Birds come in four stages. The adult. The egg. The pre-feathered ugly dinosaur in the nest, and the incredibly cute, fluffy baby bird stage; otherwise known as a chick.
Like all kids, they have no fear of the big bad world and will often launch themselves from the nest before they’re quite ready. Anyone coming across one of these adventurous waifs, flopping around in a flightless and noisy way, will inevitably be concerned. It’s like we’re pre-programmed to go “ahhh” as our hearts melt and our hands reach out to help the poor little things. Next comes the realisation that we don’t know what to do with this hungry, demanding, seemingly weightless ball of down. This is the moment phones in RSPB offices and reserves around the country go into meltdown, ringing-in the start of the spring breeding season.
The following four photos, by wildlife photographer Justin Hoffman, chart the progress of a lucky little blue tit chick; from the moment it first peers from its nest box, its first foray into the wild, receiving help and food from Mum, and then survival, having learned how to fly and what to eat.
Before we go any further, I’d like to thank you for caring and helping if you’ve ever been in this situation with a baby bird. You know it's tough.
Next, I’m going to sound harsh and cruel. Leave them alone!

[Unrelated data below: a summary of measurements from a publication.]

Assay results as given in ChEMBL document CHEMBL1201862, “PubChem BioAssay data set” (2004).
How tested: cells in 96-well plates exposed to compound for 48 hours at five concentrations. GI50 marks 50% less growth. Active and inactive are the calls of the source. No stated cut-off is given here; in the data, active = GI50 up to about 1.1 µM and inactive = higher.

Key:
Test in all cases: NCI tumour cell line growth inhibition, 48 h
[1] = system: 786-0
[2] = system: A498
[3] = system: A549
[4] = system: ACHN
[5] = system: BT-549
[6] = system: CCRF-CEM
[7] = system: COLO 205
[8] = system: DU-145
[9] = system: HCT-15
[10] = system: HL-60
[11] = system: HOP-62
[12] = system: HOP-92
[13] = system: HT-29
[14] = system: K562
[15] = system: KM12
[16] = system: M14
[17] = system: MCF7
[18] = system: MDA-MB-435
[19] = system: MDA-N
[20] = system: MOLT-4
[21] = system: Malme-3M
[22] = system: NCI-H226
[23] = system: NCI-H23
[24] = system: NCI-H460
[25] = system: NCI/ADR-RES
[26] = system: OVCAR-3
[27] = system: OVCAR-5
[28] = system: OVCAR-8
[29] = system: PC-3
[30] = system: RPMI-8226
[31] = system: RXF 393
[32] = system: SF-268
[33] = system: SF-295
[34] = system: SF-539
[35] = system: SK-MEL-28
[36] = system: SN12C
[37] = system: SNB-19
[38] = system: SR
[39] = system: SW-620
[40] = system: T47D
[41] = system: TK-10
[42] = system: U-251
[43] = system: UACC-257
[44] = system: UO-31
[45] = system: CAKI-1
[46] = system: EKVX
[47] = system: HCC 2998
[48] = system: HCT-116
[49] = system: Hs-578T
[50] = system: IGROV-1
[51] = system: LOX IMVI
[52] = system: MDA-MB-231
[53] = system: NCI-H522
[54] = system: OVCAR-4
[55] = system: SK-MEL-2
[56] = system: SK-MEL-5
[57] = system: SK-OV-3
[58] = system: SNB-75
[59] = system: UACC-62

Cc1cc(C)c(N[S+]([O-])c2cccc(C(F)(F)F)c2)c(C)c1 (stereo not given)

Baby birds are naturally curious and can be completely self-sufficient within days of hatching. Their parents don’t abandon them. They keep a wary eye on their offspring from a distance and are there when things go wrong. Do feel free to lookout for the chick in case any hungry cats, foxes or birds of prey are nearby. But be strong and resist the urge to scoop it up and take it away somewhere warm.
Having said all that, there’s a fine line between life and death in the wild. Steel yourself for the brutality of it! If you come across a baby bird out of a nest with no or few feathers, its future is already bleak, and even with intense assistance, survival may not be possible.
Baby birds found in urban spaces prove unique problems too. We’ve had callers reporting baby ducks on balconies five or more storeys high, or baby birds on pavements with no shelter or natural space nearby. In the first case, the parents will escort them to safety on the ground (remember birds don’t worry about heights). In the second case, the parents are around somewhere, so removing the chick will reduce its chances of survival. Just try to usher it to the nearest point of safety where the parents will still be able to hear it call.
The RSPB is a conservation charity, working to give nature a home and to engage people with nature. We do not run an emergency rescue service, that’s where the RSPCA comes in. If you are worried that a bird is genuinely injured, visibly sick or in danger, visit their website or call 0300 1234 999.
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The RSPB is a member of BirdLife International. Find out more about the partnership
© The Royal Society for the Protection of Birds (RSPB) is a registered charity: England and Wales no. 207076, Scotland no. SC037654